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Piper Aztec, private aircraft charter


The PIPER AZTEC PRIVATE AIRCRAFT Charter! This aircraft can get into the smallest airports with the shortest runways, please CONTACT US!

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The PIPER AZTEC PRIVATE AIRCRAFT, Charter Aircraft! Aircraft Charter Flights, when and where you need them.

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The PIPER AZTEC PRIVATE AIRCRAFT, Charter Aircraft! These aircraft are one of the smallest they make.

Piper Aztec


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The PIPER AZTEC PRIVATE AIRCRAFT, Charter Aircraft! Please CONTACT US at anytime.



"The PIPER AZTEC Airplane"

  1. Crew: one.
  2. Capacity: 4-6 passengers.
  3. Range 1100 nm.
  4. Cabin width 4" Ft. 5'
  5. Cabin Height 4' Ft. 1"
  6. Cabin Length 12' Ft. 7"
  7. Payload: 1,600 lb (725 kg) cargo.

The "PIPER AZTEC Airplane" also known as the "Piper PA-23," named Apache and later Aztec, is a four-to-six-seat twin-engine "light aircraft" aimed at the "general aviation" market. It has also seen service with the United States Navy and other countries' military forces in small numbers.


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"The PIPER AZTEC Aircraft" was introduced in 1960, and it looked much like the Apache except for a larger, swept vertical fin.. The "Aztec B," introduced in 1962, established the Aztec profile most pilots are familiar with, adding a sixth seat and a long, blunt nose housing a second baggage compartment.


"Piper Aztec Private Aircraft" was incrementally refined over the years, but it never really changed much in any big way. Aside from the wildly instrument panels found on pre-D models, the systems in one are pretty much like the systems in another.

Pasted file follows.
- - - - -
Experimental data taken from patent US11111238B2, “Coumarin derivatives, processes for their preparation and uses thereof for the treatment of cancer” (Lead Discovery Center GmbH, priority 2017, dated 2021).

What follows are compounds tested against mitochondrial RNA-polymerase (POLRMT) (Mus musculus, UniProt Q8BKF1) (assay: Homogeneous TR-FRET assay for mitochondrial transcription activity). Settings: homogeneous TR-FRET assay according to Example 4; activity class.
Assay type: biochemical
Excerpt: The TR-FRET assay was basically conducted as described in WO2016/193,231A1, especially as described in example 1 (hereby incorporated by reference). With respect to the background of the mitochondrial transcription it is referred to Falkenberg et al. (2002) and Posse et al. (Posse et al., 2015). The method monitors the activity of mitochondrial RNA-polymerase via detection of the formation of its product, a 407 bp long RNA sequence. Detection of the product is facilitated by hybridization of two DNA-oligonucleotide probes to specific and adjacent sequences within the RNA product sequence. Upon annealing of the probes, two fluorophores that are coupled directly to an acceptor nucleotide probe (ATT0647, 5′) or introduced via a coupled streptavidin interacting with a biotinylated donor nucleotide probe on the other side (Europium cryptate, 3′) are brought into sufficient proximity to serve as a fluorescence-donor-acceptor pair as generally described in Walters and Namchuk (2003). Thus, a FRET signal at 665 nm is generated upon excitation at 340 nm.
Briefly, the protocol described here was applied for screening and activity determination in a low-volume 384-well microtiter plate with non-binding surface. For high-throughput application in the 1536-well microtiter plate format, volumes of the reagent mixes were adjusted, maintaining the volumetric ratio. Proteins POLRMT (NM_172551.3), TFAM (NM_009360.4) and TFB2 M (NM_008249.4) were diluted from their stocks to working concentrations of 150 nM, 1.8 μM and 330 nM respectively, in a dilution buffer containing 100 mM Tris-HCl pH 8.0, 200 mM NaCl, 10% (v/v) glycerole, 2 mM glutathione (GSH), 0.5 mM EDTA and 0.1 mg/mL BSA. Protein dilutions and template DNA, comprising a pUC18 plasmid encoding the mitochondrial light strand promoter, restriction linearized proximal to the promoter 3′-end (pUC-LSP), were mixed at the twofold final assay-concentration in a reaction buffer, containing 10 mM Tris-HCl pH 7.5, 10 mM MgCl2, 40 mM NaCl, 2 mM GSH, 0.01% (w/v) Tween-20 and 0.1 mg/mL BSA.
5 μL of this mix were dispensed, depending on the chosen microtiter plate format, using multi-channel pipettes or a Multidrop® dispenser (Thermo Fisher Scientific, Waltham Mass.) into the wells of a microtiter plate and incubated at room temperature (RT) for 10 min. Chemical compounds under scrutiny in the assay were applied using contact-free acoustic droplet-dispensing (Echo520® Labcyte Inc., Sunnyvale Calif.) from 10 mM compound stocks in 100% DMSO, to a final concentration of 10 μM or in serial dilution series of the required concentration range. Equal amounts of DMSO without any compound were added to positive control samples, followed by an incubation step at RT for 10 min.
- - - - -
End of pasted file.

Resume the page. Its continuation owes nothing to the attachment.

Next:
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The Piper Aztec grew from the Piper Apache design, and the two aircraft share the same model numerical designation of PA-23 established during the original Apache certification. The earliest versions of the Aztec differed only slightly in appearance from the Apache, although early Aztecs featured higher performance obtained from 150-hp engines.


In 1964, these differences became greater with the Aztec C featuring fuel injection, a new configuration, and improved landing gear. The 1966 Aztec C was also the first model to offer turbocharging as an option.


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The Aztec's docile handling characteristics make it an ideal multi-engine trainer. If it seems to handle like a giant Cub, that's because it shares the earlier "Private Airplane" wing cross-section.


The Aztec F is equipped with flap-to-statablize trim interconnect to automatically re-trim to neutral pitch control pressures when the flaps are extended or retracted. Also, improved slow-flight characteristics give a more positive climb/approach control.


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The Aztec probably ranks as one of the most docile of the conventional low-wing light twins. While its maximum and cruise speeds compare favorably with the swiftest competitor, the short, thick wing permits slow and safe air-speeds. CENTRAL JET CHARTER Inc. "Piper Aztec."


This means excellent short-field capabilities for critical situations. Both Aztecs can clear the equivalent of a five-story building in just 1,700 feet from brake release. The normally aspirated Aztec’s 75-percent best power cruise is 206 mph with a range of 1,134 miles and 45-minute reserve.